Back out on the
court, the favorite was having difficulty retaining his foothold. He glared
down at the shoes which he was paid for wearing—shoes which a group of experts
had spent hundreds of hours designing to meet just this kind of crisis.
At this moment, an
Australian player who had bet on the favorite shoved into the competitors'
seats in front of the press box and leaned back to me and said, "I could
have got 50 to 1 on this also-ran, but I'm still sure I did the right thing.
Just wait till he starts to think how much money winning this will mean to him,
and then watch him crack."
This is amateur
lawn tennis, the sport in which it is always "advantage, receiver!"
once a player gets out of the novice class. None of the payoffs to amateurs are
new; they had been going on for 20 years before I stumbled on the game of lawn
tennis. The outstanding English tennis critic, John Olliff, used to tell us in
the pressrooms how officials bet Suzanne Lenglen's father �1,000 that she would
not turn up for a tournament. Suzanne would show up and her father would pocket
the �1,000. There is not a present-day official who would not be glad to pay if
they could find a woman player worth �1,000 at the box office.
In the last few
years, however, I think the players have become more candid than they have ever
been about the illegal payments they receive for playing in amateur
tournaments. These days they will tell you the sums they are paid, how they get
it to their bank accounts back home, and they will joke about the dodges they
use to delude officials, if any deluding is necessary.
In French daily
newspapers they even publish accurate lists each year of the amounts paid
players in the French championships at the Roland Garros. They make good
reading. For example, one year I read that Maureen Connolly's price was 400,000
francs (about $1,100). Outside the French Federation offices at Roland Garros
there were queues of players each year collecting daily allowances in excess of
what the rules permit—if they had not already received a lump sum. When we
asked Rene Mathieu, the Federation press officer, or Guy de Bazillac, the
Federation president, if the figures in the papers were true, they looked at us
as if we were crazy and said, "but of course, Messieurs."
Each year I would
dutifully cable the figures to my Australian newspaper, and each year they
would not publish them. They argued that we would not be able to prove a player
received a certain sum if we were challenged in court. That will be a rare and
entertaining court case, the first time a top-line amateur player gets into the
witness box and faces cross examination on oath about his expenses.
Here and there
over the years a player has admitted for publication that he received a big
slice of money for playing a tournament, but the amateur officials are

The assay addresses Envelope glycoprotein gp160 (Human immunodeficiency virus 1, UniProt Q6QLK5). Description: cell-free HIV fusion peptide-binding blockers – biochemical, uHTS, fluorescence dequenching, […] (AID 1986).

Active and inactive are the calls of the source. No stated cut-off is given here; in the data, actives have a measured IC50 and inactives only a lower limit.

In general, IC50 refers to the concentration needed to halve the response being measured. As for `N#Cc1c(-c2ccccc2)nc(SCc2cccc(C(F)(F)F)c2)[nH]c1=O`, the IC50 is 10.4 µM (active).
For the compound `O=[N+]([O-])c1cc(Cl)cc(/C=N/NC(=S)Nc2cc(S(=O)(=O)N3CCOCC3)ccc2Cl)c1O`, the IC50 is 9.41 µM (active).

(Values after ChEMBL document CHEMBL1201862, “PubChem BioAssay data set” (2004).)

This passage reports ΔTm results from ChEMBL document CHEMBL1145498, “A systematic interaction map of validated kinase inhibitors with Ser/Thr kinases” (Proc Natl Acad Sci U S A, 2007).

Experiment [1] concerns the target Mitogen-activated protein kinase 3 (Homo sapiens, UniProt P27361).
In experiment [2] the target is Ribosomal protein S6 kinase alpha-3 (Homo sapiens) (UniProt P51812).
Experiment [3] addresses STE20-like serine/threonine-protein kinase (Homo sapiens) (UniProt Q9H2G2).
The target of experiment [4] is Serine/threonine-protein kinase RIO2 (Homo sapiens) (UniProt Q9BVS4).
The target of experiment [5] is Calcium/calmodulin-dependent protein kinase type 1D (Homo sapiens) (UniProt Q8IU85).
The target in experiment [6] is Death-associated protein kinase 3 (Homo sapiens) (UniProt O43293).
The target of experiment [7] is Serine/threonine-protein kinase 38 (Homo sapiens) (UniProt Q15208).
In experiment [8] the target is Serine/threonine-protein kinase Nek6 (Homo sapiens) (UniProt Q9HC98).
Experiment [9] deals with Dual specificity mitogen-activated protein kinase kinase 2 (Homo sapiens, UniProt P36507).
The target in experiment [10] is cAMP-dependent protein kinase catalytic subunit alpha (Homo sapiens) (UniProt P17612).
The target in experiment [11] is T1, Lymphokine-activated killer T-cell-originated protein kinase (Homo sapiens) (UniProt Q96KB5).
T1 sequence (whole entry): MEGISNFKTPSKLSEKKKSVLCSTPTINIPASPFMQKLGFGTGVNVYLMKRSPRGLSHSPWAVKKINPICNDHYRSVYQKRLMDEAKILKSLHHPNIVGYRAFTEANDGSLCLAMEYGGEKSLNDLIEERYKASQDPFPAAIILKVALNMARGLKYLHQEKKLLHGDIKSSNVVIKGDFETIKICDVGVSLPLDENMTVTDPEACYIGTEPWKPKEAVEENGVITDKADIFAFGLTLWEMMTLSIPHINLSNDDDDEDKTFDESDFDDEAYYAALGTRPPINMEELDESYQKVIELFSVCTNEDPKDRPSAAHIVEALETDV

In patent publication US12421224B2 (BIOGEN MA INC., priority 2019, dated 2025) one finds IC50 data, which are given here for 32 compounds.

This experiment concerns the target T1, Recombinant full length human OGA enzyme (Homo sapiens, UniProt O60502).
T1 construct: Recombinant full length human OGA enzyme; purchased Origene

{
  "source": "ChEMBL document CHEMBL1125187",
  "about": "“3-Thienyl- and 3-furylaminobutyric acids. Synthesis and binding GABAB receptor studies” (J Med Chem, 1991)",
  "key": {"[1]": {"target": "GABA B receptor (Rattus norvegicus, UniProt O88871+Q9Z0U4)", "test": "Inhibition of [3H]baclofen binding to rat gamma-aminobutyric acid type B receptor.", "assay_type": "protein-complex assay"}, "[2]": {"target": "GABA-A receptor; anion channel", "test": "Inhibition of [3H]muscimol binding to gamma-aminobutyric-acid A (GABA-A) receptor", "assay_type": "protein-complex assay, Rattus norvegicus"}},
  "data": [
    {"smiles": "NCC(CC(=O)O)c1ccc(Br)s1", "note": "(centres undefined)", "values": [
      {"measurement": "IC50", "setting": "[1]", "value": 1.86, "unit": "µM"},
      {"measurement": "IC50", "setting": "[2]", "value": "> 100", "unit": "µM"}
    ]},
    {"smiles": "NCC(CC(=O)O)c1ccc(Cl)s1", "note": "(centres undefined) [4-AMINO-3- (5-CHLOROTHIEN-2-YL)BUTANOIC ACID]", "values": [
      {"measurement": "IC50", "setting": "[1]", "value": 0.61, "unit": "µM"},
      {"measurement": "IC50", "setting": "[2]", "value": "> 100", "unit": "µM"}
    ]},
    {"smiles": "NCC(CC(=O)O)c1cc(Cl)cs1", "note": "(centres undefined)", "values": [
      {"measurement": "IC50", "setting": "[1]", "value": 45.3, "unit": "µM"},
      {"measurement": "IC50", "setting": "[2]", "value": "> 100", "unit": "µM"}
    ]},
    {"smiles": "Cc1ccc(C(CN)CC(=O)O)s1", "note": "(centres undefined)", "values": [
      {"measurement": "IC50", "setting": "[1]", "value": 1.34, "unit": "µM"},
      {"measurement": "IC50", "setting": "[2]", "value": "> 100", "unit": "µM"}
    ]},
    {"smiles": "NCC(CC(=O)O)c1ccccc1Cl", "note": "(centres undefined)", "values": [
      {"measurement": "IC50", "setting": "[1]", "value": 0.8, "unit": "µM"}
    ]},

compelled to bury their heads in the sand until the fuss passes. Lew Hoad said
in a television show in Sydney in November 1958 that he had once received �300
($840) from the secretary of the All-England Club, Duncan Macaulay, for playing
at Wimbledon. His sports equipment firm met most of Lew's bills that year, so
he had plenty of change from the �300 after a fortnight's play. Neither
Macaulay nor Lawn Tennis Association of Australia President Don Ferguson knew
anything about the �300 when questioned. Not many players are good enough to
command �300 but there are few who last beyond the second round who do not
receive sums far above first-class expenses.
The officials do
not refuse to comment because they are diehards but because they appreciate the
difficulties in relaxing amateur standards. In England, the proceeds of
Wimbledon are vital to the Lawn Tennis Association and provide the major part
of its revenue. Wimbledon pays no entertainment tax because it uses players
who, technically at least, are amateurs. But it would be taxed if it used
professionals, and this would drastically reduce profits, which run into the
tens of thousands.
In America, the
USLTA legally ranks as a charity and is leniently treated by the income tax
people. This is achieved by the use of the patrons system, which brings in
generous donations, and the system would be hit heavily if the patrons could
not get tax relief for their donations. In Australia, most officials don't
think at all about the question of using professionals instead of amateurs. The
one or two who have thought about it believe there is not enough money in lawn
tennis for everyone to be paid, and thus the LTAA attitude in keeping
professionals out is justified.
Wimbledon is the
means for testing an amateur's drawing power. Play well there and you can cover
all your expenses and make a little extra for the rest of the year. Win a title
there and you can make a handsome profit for the next year. Perhaps because it
sets this stamp on a player's value I was always surprised to discover the
All-England Club paid illegal sums to players. It did not seem necessary to pay
a man to play there when he had to anyhow. But somebody has to pay the players'
travel costs and other bills for the Wimbledon fortnight. Thus when South
African Eric Sturgess found it beyond his purse to make the trek to Wimbledon
one year, the problem was overcome by a grant to the South African LTA.